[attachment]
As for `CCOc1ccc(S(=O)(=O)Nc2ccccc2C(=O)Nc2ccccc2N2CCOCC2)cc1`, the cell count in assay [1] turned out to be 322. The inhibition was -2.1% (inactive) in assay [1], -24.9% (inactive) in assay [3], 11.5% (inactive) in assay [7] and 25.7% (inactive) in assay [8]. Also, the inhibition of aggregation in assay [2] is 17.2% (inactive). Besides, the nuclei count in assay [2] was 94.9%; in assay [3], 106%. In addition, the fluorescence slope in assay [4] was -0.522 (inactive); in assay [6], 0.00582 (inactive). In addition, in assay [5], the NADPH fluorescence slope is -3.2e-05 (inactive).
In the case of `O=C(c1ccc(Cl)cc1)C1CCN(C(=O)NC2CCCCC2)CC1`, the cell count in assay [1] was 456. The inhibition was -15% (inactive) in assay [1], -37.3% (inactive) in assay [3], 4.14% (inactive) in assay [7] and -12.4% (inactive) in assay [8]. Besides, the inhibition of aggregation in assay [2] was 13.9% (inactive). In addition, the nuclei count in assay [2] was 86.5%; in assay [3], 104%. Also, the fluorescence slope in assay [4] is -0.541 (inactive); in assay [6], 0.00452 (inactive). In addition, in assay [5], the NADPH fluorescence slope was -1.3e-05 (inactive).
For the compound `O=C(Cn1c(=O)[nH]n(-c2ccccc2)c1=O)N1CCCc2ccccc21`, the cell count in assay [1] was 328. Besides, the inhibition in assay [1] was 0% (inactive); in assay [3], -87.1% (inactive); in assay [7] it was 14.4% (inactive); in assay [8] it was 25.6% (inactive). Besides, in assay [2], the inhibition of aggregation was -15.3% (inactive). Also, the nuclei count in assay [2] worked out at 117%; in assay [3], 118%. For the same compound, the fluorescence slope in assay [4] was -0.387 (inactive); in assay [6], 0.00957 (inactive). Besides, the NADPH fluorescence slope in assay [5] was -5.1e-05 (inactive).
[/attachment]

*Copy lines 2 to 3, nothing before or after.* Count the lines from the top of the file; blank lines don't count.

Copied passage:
In the case of `O=C(c1ccc(Cl)cc1)C1CCN(C(=O)NC2CCCCC2)CC1`, the cell count in assay [1] was 456. The inhibition was -15% (inactive) in assay [1], -37.3% (inactive) in assay [3], 4.14% (inactive) in assay [7] and -12.4% (inactive) in assay [8]. Besides, the inhibition of aggregation in assay [2] was 13.9% (inactive). In addition, the nuclei count in assay [2] was 86.5%; in assay [3], 104%. Also, the fluorescence slope in assay [4] is -0.541 (inactive); in assay [6], 0.00452 (inactive). In addition, in assay [5], the NADPH fluorescence slope was -1.3e-05 (inactive).
For the compound `O=C(Cn1c(=O)[nH]n(-c2ccccc2)c1=O)N1CCCc2ccccc21`, the cell count in assay [1] was 328. Besides, the inhibition in assay [1] was 0% (inactive); in assay [3], -87.1% (inactive); in assay [7] it was 14.4% (inactive); in assay [8] it was 25.6% (inactive). Besides, in assay [2], the inhibition of aggregation was -15.3% (inactive). Also, the nuclei count in assay [2] worked out at 117%; in assay [3], 118%. For the same compound, the fluorescence slope in assay [4] was -0.387 (inactive); in assay [6], 0.00957 (inactive). Besides, the NADPH fluorescence slope in assay [5] was -5.1e-05 (inactive).